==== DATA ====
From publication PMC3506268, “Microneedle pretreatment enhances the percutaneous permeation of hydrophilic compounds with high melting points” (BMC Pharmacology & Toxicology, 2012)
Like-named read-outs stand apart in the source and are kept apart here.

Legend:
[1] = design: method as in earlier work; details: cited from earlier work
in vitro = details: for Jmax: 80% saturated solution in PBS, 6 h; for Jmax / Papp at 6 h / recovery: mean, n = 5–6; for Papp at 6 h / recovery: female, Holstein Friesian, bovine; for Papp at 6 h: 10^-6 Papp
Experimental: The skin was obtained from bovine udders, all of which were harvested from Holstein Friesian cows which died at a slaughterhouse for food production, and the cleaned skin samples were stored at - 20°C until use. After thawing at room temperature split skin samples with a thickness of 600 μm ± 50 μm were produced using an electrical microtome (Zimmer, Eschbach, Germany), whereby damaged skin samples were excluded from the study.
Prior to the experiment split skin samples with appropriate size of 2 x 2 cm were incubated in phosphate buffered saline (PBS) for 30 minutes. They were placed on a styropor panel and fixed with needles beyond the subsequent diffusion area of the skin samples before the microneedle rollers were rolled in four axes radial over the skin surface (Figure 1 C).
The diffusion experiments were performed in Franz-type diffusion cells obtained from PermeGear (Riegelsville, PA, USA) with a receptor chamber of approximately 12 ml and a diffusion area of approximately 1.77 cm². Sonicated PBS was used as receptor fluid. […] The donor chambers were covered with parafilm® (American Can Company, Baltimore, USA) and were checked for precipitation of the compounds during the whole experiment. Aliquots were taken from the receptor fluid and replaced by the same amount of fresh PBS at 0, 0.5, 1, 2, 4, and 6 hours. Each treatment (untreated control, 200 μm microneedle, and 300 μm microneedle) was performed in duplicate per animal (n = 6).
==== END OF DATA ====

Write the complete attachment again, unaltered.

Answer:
From publication PMC3506268, “Microneedle pretreatment enhances the percutaneous permeation of hydrophilic compounds with high melting points” (BMC Pharmacology & Toxicology, 2012)
Like-named read-outs stand apart in the source and are kept apart here.

Legend:
[1] = design: method as in earlier work; details: cited from earlier work
in vitro = details: for Jmax: 80% saturated solution in PBS, 6 h; for Jmax / Papp at 6 h / recovery: mean, n = 5–6; for Papp at 6 h / recovery: female, Holstein Friesian, bovine; for Papp at 6 h: 10^-6 Papp
Experimental: The skin was obtained from bovine udders, all of which were harvested from Holstein Friesian cows which died at a slaughterhouse for food production, and the cleaned skin samples were stored at - 20°C until use. After thawing at room temperature split skin samples with a thickness of 600 μm ± 50 μm were produced using an electrical microtome (Zimmer, Eschbach, Germany), whereby damaged skin samples were excluded from the study.
Prior to the experiment split skin samples with appropriate size of 2 x 2 cm were incubated in phosphate buffered saline (PBS) for 30 minutes. They were placed on a styropor panel and fixed with needles beyond the subsequent diffusion area of the skin samples before the microneedle rollers were rolled in four axes radial over the skin surface (Figure 1 C).
The diffusion experiments were performed in Franz-type diffusion cells obtained from PermeGear (Riegelsville, PA, USA) with a receptor chamber of approximately 12 ml and a diffusion area of approximately 1.77 cm². Sonicated PBS was used as receptor fluid. […] The donor chambers were covered with parafilm® (American Can Company, Baltimore, USA) and were checked for precipitation of the compounds during the whole experiment. Aliquots were taken from the receptor fluid and replaced by the same amount of fresh PBS at 0, 0.5, 1, 2, 4, and 6 hours. Each treatment (untreated control, 200 μm microneedle, and 300 μm microneedle) was performed in duplicate per animal (n = 6).